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Zantedeschia aethiopica Green Goddess

What a grand suprise I had tonight when I opened my greenhouse door – the very first bloom on the Zantedeschia aethiopia Green Goddess I grew from seed was waiting for me!

I was so excited I had my daughter Sarah stop decorating the Christmas Tree to come and see the bloom!

Angel, my yellow lab, followed wondering what I was so excited about!

Poor Sarah had no shoes on and had to leap over the wet ground to get into the greenhouse to see the flower.

She was not quite as excited as I was, but hey, she has yet to grow her first seed to the flowering stage!


How To Germinate Zantedeschia Seeds

I prefer starting seeds in damp paper towels because I feel it helps increase my germination rates and prevents wasting soil.

The way I do this is to fold a piece of paper towel in half, then in half again so I have a square.

I slightly dampen the paper towel.

You do not want it dripping wet.

Once the paper towel is damp, I open it and place the seeds inside.

I refold it and place it in a small ziplock bag.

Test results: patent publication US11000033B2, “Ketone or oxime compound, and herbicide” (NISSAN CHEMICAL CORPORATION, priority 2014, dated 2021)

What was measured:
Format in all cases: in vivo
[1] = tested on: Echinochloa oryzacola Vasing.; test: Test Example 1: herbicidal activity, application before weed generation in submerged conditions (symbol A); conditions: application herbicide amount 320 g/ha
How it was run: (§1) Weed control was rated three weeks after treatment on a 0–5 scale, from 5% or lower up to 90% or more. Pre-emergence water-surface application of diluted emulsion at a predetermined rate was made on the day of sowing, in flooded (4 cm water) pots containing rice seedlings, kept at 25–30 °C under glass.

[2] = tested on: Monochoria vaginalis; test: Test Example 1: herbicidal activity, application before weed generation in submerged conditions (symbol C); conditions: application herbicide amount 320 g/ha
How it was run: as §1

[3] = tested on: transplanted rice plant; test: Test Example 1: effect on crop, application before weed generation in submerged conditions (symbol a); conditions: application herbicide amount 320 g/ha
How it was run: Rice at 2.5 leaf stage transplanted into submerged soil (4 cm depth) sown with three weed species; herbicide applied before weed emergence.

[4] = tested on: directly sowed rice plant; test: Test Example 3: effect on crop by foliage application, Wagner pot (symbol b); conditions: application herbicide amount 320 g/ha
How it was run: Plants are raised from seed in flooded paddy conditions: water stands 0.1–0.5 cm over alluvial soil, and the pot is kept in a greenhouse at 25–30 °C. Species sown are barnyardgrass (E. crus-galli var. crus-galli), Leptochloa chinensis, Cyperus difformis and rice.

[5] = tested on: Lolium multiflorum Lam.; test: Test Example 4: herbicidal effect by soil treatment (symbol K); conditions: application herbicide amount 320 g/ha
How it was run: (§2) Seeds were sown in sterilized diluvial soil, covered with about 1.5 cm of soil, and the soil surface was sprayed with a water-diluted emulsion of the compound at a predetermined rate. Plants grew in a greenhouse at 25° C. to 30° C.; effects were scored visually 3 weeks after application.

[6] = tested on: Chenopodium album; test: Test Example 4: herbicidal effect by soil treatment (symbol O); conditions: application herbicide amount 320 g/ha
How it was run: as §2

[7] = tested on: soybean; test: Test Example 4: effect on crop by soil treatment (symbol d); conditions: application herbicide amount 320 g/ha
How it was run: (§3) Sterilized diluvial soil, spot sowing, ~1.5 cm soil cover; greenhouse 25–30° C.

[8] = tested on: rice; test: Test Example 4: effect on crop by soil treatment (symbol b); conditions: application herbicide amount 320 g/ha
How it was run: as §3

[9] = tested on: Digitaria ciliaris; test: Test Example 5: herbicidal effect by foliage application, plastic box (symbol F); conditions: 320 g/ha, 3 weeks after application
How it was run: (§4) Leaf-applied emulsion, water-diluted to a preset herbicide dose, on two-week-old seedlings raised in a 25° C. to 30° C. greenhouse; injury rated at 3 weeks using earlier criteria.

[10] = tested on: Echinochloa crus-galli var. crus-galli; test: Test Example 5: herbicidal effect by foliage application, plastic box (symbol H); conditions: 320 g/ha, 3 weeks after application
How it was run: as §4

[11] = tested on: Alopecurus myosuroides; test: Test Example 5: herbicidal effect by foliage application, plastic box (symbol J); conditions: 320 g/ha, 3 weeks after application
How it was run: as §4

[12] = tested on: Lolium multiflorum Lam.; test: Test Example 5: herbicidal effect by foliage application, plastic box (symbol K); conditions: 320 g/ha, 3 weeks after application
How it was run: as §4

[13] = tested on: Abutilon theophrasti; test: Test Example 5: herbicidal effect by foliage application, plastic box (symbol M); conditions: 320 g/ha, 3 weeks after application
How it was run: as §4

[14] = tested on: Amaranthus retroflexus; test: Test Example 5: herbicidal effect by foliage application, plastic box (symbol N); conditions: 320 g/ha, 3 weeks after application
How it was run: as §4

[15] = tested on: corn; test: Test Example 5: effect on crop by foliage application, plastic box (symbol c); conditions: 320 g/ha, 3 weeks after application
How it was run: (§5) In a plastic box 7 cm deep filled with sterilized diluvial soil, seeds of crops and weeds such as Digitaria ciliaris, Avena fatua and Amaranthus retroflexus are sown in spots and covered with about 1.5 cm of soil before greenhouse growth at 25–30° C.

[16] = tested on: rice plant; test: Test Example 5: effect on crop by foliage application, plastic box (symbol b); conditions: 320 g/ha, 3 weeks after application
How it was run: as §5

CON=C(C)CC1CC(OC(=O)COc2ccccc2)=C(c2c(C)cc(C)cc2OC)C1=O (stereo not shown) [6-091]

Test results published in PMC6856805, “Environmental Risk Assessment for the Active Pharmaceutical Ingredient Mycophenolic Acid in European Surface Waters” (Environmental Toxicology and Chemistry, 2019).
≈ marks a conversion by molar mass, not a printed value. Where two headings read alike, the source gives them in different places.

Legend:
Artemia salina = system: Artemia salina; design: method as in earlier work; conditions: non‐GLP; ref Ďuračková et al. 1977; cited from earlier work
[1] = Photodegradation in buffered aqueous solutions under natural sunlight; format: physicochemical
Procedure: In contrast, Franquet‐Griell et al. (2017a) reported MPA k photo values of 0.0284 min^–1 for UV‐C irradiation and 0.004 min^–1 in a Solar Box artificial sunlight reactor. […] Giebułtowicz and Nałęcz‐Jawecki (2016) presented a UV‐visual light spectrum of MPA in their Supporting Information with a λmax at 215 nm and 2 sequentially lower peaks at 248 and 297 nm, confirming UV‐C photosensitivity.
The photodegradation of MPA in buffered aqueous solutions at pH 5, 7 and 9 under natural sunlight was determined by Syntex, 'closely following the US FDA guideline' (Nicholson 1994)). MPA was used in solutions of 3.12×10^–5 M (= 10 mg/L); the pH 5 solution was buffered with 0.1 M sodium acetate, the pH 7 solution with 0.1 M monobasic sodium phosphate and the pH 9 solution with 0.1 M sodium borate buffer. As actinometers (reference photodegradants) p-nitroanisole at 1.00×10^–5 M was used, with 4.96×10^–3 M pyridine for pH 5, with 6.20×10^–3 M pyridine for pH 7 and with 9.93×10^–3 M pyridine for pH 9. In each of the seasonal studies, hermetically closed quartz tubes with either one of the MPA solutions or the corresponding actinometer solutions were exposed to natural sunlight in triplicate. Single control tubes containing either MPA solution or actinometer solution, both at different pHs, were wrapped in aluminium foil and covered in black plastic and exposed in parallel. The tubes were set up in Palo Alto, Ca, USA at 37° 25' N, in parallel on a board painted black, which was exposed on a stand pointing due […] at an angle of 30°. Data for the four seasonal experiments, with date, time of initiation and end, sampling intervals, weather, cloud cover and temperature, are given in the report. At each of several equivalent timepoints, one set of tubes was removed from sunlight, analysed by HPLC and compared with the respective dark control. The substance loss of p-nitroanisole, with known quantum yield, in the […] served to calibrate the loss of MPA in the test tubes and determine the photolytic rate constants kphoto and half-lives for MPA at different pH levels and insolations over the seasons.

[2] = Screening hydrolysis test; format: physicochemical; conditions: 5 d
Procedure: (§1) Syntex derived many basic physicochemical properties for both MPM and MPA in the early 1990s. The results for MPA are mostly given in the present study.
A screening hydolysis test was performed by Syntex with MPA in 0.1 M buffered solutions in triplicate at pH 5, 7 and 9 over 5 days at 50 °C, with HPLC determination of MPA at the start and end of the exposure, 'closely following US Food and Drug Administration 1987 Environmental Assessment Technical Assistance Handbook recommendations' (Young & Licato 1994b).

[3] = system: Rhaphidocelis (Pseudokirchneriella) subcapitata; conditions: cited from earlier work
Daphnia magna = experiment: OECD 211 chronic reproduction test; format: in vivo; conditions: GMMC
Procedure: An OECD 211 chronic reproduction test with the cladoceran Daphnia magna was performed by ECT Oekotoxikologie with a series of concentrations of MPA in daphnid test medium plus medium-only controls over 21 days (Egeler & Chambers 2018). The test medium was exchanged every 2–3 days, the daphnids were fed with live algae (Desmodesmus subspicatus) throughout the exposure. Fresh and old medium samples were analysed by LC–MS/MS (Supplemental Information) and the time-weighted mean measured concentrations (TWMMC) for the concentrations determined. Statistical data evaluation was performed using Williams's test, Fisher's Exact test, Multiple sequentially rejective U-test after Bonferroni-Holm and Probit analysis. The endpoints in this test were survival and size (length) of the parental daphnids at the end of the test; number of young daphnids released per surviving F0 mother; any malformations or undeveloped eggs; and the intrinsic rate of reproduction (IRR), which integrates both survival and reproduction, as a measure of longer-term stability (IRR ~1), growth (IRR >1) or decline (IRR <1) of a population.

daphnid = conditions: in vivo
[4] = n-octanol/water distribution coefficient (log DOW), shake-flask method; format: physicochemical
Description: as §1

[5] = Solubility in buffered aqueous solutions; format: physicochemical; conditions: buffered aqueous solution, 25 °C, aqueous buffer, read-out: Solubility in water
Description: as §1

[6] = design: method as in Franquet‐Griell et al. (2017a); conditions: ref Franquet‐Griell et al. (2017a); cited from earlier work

I put the bag in a plastic shoe box with a lid and check the seeds daily.

Here is a video of me explaining how to do this.

For the Zantedeschia seeds, I placed these seeds in damp paper towels on January 23.

Believe it or not, I had four seeds that I started that day and ended up with four plants.

You don’t get any better than 100% germination!

The seeds took approximately 21 days to germinate, with the first seed showing signs of germination on February 6.

Potting Up The Zantedeschia Seedlings

That spring I planted two of the seedlings in the ground and left two in peat pots in the greenhouse pretty much neglected.

The ones I planted in the ground I fertilized and then mulched that winter with pine needles.

I then covered them with plastic hoping they would survive here.

Needless to say, last spring they did not come up at all.

In the corner of my greenhouse in a flat the other two seedlings were still setting, so I decided to pot them up with a Clitoria seedlings.

They grew like weeds this summer.

When fall came the planter went into my greenhouse.

Finally The Zantedeschia Blooms

I had no idea when they would finally bloom, let alone that it would happen during the winter months when my greenhouse was slightly on the cold side.

I simply cannot tell you how excited I was to see my first bloom tonight.

It is a lovely green as you will see from the photo.

The other plant appears to have a bloom getting ready to open on it as well.

The only fertilizer these plants received was a time release fertilizer that I put in the soil this spring when I potted them up.

Other than that the plants have received nothing but water.

Flowering Tropical Plants

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